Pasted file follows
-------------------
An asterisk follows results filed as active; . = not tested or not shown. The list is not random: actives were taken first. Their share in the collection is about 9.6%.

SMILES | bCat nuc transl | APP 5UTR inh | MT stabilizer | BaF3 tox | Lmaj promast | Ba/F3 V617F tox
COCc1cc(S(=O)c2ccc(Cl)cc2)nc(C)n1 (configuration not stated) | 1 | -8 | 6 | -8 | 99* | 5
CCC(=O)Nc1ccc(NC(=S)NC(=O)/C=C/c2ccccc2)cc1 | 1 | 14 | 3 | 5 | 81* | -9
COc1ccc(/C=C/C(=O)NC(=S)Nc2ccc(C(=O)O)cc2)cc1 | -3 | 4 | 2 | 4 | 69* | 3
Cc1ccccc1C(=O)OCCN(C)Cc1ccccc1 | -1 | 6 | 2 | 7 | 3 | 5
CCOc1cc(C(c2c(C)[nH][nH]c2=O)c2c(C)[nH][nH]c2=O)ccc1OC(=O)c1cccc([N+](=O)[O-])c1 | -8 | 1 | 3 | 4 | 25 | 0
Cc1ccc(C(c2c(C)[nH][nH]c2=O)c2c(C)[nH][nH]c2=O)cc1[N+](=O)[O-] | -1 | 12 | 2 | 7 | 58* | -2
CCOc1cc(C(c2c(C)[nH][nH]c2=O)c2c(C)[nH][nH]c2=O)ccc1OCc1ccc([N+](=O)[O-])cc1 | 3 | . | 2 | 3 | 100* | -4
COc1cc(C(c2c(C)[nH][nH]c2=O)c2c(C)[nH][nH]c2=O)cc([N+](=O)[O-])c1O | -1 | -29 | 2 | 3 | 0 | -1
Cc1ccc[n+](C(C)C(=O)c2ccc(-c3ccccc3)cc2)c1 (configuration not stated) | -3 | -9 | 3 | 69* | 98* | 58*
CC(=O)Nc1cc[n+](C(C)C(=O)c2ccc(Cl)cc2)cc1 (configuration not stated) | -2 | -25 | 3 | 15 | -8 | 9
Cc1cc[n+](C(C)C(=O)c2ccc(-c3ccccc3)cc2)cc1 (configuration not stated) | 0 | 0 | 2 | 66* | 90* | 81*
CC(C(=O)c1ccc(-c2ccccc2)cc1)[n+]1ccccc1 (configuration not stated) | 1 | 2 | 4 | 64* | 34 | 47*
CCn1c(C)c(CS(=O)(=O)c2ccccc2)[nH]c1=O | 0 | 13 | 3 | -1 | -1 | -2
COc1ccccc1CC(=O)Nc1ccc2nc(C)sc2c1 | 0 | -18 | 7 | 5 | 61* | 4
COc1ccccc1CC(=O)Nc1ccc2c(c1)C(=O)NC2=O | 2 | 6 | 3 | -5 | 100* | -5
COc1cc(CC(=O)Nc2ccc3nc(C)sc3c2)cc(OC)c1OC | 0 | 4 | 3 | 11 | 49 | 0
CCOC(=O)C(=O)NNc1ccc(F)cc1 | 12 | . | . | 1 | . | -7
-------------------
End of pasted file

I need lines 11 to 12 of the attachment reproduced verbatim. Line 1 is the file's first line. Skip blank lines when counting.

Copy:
Cc1ccc[n+](C(C)C(=O)c2ccc(-c3ccccc3)cc2)c1 (configuration not stated) | -3 | -9 | 3 | 69* | 98* | 58*
CC(=O)Nc1cc[n+](C(C)C(=O)c2ccc(Cl)cc2)cc1 (configuration not stated) | -2 | -25 | 3 | 15 | -8 | 9